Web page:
Friday, June 3, 2016

Housing: Part 156 - Credit Access and Economic Inequality

We have learned all the wrong lessons from the 2000s housing crisis.

Here is a graph of implied net returns to homeownership before taxes and capital appreciation, for Dallas.  In Dallas, property tax and capital appreciation over the long term probably roughly cancel each other out.  Much of the reason for lower returns on high priced homes is because tax benefits are more universally captured among those homes - our broadly efficient housing markets reflect the highly regressive tax treatment of housing income in the relative prices of different homes. 2016
Median Price and Rent, by zip code
At the low end of the range in Dallas, return on investment on an unleveraged home appears to be more than 10%.  That means that, even a leveraged purchase with a high interest rate mortgage would be reasonable - especially if that mortgage might be refinanced to a lower rate after a few years of capital appreciation.

I presume that part of the reason for the high return is that the management costs to landlords in low-end neighborhoods tend to be higher.  One of the costs of tenant-occupied real estate is the risk of bad tenants to the landlord.  This may be the most valuable benefit of homeownership - the value of control...the value of knowing the tenant and the landlord have incentives that are aligned.  And, they really can't be more aligned than if the tenant and landlord are the same person.

There is a discontinuity here.  In a negative equity environment, the de facto owner is the bank, and everyone is familiar with stories of the condition homes were sometimes left in by foreclosed families.  So, there is certainly a risk to ownership that utilizes low down payments.

There is a presumption that low down payments were the reason for much of the supposedly overpriced housing stock in the 2000s.  Adding this presumption to the problem of underwater owners, we conclude that low down payment programs aimed at owner-occupiers are a big problem, and the lesson we take away from the period is that we should get rid of those programs. 2016
But, in much of the country home prices were rising at 5-10% during mid 2000s - hardly out of the ordinary, and giving little reason to blame any factor for excessive prices.  In the worst cities - the Closed Access cities - existing home sales and price appreciation peaked in late 2004.  The boom in private pool mortgages happened from 2004-early 2007.  The Contagion cities did see very high appreciation through 2005.  But, much of the activity in those cities was among landlords and investors.  Maybe there is something to be said for limiting the low down payment activity in that market, but if we do regard that problem, we should be careful to distinguish it from the owner-occupier market.  Are the systemic problems associated with owner-occupier defaults the same as those in the landlord market?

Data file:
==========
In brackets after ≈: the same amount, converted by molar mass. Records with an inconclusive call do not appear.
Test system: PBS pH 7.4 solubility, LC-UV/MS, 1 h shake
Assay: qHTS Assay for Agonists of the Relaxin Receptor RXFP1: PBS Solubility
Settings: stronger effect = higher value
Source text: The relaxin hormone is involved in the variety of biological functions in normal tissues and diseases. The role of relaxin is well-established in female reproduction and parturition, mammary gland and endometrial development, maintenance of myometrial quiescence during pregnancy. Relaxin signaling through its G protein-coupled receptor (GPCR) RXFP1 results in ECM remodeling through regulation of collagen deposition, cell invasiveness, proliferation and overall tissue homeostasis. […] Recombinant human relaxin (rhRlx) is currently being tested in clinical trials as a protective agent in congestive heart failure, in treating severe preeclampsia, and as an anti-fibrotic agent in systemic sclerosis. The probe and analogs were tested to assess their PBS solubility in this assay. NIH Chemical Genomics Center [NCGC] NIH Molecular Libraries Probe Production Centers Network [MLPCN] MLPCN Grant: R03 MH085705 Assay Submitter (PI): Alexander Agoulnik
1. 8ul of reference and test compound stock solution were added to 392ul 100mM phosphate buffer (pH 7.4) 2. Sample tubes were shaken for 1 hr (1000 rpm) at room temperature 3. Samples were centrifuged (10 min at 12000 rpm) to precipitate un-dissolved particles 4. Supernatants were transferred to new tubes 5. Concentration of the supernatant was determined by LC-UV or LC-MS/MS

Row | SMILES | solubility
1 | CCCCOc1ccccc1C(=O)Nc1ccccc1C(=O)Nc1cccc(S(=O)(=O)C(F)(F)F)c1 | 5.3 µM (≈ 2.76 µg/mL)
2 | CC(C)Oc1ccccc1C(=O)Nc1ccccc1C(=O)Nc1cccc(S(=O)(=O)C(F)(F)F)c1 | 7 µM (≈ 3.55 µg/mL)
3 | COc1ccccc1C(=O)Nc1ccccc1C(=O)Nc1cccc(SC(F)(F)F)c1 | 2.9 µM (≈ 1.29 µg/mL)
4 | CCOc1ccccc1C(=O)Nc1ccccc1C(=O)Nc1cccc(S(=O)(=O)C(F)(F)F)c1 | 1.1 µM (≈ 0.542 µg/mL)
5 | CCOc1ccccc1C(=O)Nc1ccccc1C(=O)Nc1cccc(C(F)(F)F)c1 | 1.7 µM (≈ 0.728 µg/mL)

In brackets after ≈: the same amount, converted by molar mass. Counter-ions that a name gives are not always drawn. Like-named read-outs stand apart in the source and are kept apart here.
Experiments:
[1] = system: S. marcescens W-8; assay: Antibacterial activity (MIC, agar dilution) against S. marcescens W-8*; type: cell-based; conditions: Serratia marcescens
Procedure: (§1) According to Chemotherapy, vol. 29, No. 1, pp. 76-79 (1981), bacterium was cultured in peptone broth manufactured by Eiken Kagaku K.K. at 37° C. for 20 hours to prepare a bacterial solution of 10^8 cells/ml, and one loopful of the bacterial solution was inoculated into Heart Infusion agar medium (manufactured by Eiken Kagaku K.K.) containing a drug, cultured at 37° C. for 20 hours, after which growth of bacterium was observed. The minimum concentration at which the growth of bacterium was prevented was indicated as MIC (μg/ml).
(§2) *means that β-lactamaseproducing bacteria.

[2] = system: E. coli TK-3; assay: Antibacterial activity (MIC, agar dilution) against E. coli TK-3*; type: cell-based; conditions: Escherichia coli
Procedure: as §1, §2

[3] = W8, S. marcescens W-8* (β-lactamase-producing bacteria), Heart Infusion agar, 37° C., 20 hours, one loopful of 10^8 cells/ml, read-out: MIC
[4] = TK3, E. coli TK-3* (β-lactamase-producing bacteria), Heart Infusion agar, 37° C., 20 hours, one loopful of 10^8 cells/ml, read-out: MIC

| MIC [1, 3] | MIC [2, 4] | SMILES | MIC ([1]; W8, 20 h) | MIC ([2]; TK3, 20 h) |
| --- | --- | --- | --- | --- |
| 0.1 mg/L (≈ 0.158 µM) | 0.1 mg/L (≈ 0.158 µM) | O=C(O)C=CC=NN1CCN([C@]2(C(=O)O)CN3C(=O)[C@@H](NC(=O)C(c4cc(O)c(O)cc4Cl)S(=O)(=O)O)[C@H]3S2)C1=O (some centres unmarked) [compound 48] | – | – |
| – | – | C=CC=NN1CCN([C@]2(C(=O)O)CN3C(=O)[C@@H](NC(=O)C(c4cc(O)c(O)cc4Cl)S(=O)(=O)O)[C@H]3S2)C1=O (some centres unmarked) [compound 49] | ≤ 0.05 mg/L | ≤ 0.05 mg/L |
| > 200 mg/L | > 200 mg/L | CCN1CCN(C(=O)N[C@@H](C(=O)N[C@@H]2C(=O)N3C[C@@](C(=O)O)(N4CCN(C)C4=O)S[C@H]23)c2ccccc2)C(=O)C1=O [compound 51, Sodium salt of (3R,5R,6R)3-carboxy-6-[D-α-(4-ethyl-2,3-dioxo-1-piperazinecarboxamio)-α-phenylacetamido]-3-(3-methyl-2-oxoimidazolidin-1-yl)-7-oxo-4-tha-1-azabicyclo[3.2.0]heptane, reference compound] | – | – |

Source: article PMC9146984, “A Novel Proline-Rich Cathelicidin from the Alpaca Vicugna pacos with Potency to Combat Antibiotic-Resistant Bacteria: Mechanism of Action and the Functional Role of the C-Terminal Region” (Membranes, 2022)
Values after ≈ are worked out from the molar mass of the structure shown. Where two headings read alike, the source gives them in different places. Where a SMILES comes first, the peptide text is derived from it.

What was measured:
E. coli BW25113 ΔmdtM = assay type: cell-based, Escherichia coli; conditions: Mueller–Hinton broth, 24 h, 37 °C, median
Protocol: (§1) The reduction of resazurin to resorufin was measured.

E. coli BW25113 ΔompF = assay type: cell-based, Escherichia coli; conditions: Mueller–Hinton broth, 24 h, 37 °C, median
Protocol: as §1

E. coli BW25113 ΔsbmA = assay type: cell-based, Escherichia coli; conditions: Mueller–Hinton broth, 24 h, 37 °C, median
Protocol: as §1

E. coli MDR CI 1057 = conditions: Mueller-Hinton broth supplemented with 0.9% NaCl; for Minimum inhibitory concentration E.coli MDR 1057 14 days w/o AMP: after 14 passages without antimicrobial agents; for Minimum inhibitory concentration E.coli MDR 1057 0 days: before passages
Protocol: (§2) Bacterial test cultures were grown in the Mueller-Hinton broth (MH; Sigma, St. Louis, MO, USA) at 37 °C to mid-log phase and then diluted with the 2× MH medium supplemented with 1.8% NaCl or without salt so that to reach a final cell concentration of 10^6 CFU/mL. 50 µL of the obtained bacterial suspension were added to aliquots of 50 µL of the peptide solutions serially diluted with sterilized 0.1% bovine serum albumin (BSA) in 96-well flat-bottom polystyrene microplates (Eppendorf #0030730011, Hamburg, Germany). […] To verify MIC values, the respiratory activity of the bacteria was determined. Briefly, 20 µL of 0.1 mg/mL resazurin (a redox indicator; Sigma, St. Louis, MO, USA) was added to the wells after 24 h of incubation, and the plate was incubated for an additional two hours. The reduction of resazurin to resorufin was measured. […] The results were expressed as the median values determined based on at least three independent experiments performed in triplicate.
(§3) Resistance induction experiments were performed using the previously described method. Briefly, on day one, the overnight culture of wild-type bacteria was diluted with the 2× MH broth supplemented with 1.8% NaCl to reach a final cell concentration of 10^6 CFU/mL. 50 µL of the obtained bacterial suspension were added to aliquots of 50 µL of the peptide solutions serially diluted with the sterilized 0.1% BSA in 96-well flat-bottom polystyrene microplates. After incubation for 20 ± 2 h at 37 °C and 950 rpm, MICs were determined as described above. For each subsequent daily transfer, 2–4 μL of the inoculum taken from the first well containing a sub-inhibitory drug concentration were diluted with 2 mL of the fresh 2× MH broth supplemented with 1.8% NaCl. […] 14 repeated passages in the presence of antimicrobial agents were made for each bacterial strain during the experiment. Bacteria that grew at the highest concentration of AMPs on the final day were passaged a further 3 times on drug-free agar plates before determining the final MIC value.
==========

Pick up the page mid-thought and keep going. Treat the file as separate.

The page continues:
The lesson we should learn is that supply constraints lead to volatility and dislocations.  In cities without that problem, there was no price bubble, there was no rush of defaults.

Instead, we have decided that the lesson is that low income households shouldn't have access to ownership.  The control premium is extremely valuable for households that live in low-income neighborhoods.  It puts more families in the position of caring for their homes and for the neighborhoods.  It gives them a tremendous return on investment.  It puts them in a position where they internalize the gains of their own responsible behavior, and it can make them advocates for local changes that increase the value of location.

The lesson is that access and liquidity are public goods.  We should facilitate access and then manage the nominal economy so that real assets have stable nominal values.  It's not the fault of banks and low income buyers that home prices collapsed.